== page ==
- Live Review
- 12 May 22
HighSchool, English Teacher, and the Clockworks create a night of post-punk indulgence for night two of the Road to the Great Escape.
On Tuesday night, four venues across Dublin banded together to present the second night of The Road to the Great Escape - an epic series of live music showcases. The event hosted two dozen bands in a cutting-edge line up of both brand new and established artists.
Each of the venues - Whelan's, Workman's Club, the Grand Social, and Academy 2 - hosted three artists to perform in half-hour sets each night. The two day event was a huge success and introduced audiences to a mass of incredible new talents.
For the festival's conclusion, the Grand Social hosted a trio of imaginative new post-punk acts that galvanised the small venue.
The first to take the stage are Melbourne, goth-pop outfit HighSchool. The three member troupe seemed to have emerged from the pages of a 1980's zine. Spacey synth lines and shiny guitar riffs reawaken a nostalgic angst reminiscent of the Cure, the Smiths, and Joy Division. They're a moody, 'black eyeliner' kind of sexy - with a more industrial edge than pretty-boy glam rock.
The sounds are familiar, but with an authenticity and vigour that prevents the band from feeling too derivative or cliche.
They present a sprawling collection of darkly beautiful tales of uncertainty and dislocation. The songs have an element of fantasy and we're invited to romanticise the sadness for anything it's worth.
Leeds based English Teacher is next up to give a roller coaster of a performance. The set is a spiral of bipolar post-punk tracks with mathy, unpredictable rhythyms. The four-piece have an edgy ethereality that turns the air darkly mystical. The crowd suddenly feels like a cult gathering as the beats become progressively unhinged. One can imagine trying to dance along and being driven to madness in an attempt to keep up with the changes.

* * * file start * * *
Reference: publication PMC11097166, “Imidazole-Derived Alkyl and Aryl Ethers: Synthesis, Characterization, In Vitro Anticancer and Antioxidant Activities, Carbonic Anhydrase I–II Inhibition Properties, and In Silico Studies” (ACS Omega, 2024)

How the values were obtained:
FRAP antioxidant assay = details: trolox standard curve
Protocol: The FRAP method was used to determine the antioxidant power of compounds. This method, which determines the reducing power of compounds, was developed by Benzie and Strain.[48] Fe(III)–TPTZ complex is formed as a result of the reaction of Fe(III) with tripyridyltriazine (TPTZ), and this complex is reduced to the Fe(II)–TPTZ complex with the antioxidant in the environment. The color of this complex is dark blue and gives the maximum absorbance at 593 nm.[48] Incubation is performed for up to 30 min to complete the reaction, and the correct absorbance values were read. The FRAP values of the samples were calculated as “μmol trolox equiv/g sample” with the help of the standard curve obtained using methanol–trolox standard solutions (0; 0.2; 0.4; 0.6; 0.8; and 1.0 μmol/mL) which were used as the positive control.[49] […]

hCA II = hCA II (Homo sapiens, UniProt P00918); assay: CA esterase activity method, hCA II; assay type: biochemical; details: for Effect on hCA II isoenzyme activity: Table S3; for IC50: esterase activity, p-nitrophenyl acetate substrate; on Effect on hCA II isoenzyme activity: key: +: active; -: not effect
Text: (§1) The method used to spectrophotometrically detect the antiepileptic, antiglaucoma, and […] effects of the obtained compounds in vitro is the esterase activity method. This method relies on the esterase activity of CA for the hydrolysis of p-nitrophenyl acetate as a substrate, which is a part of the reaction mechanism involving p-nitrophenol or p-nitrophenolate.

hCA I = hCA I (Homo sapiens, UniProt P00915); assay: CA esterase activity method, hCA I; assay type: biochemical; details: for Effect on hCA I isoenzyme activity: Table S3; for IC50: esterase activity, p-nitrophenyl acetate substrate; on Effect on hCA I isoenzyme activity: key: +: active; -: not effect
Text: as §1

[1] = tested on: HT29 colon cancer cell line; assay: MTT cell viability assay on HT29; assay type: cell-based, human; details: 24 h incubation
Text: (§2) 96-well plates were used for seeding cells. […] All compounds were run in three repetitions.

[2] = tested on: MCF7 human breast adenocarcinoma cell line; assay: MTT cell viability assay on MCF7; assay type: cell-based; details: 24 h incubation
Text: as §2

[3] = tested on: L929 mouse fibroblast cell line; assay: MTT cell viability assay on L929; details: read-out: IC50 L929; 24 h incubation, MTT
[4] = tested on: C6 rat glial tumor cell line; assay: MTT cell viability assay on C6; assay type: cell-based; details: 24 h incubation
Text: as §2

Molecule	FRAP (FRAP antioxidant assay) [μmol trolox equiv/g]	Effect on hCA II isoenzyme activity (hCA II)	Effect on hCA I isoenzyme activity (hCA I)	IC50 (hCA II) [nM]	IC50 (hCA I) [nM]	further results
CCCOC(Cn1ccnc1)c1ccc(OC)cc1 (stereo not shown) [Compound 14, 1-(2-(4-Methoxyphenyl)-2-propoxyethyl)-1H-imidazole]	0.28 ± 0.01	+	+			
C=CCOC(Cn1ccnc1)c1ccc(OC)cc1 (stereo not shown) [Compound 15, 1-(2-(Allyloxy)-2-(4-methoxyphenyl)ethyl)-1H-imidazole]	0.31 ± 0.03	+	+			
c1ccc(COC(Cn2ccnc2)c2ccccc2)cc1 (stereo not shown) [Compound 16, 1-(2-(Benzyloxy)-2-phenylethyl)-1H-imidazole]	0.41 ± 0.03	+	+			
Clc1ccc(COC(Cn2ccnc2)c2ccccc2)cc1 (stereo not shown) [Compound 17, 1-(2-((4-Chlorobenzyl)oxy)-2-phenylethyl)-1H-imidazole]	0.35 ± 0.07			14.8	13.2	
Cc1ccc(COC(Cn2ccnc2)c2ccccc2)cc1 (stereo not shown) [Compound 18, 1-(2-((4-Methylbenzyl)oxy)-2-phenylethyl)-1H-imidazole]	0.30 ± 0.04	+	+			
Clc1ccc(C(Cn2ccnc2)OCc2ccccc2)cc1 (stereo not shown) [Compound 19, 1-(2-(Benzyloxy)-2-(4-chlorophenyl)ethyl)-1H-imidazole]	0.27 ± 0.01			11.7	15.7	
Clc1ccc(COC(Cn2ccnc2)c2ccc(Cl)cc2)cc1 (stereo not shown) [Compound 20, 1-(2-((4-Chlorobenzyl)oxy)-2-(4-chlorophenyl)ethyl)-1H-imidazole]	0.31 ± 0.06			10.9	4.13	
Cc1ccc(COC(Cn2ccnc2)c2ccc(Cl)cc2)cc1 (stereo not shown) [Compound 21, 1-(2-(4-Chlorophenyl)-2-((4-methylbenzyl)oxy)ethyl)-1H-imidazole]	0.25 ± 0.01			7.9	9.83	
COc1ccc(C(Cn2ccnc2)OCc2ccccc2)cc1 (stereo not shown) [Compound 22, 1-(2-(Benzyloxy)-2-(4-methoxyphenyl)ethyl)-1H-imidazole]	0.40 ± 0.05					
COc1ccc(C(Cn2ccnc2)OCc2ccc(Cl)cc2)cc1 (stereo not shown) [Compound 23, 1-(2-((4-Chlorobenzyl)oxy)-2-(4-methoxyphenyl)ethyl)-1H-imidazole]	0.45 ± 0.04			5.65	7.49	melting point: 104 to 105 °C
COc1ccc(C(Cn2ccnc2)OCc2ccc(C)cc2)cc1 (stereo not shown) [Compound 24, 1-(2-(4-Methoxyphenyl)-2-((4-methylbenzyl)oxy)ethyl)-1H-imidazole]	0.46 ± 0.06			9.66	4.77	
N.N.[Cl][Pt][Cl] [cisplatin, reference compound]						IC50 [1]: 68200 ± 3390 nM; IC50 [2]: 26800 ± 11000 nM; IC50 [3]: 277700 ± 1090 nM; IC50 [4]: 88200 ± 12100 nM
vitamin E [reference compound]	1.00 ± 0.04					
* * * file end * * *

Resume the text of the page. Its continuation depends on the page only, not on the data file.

This is, of course, immense fun. Structure is overrated anyway. I'd rather ride whatever wave these indie-punks came in on and see where it takes me. This goes double for the drummer, who seems to be playing with a vengeance.
The vibe is Halloween-noir with an onslaught of '80s synthesisers and cowbell thrown in. Their brand of indie doesn't compromise itself for a mainstream audience. If you want a chorus - you'll be waiting for a while. But for English Teacher, it's all about the journey and making every moment count.
Closing the night are The Clockworks, a band whose star-power immediately overwhelms the stage. The four have a magnetic energy that drag you into the volatile performance. The rockers deliver their unique wit, pounding bass lines and driving guitars, establishing their space in the post-punk sphere.
Hailing from Galway, the band moved to London to find their big break. They are now in the midst of a meteoric rise after being signed by Alan McGee. They've released several lauded singles and toured extensively with legendary bands Kings of Leon and the Pixies. All of this accomplished before a debut album has seen the light of day.
Their performance is tinged red with spite, relating stories of injustice and modern aggravations. They bring harsh truths centerstage with aggressive, politically conscious lyrics. Lines like "There's no romance in poverty / When dinner is a novelty" make me think that this is just the kind of music the world needs right now.
- Live Review
- 17 May 22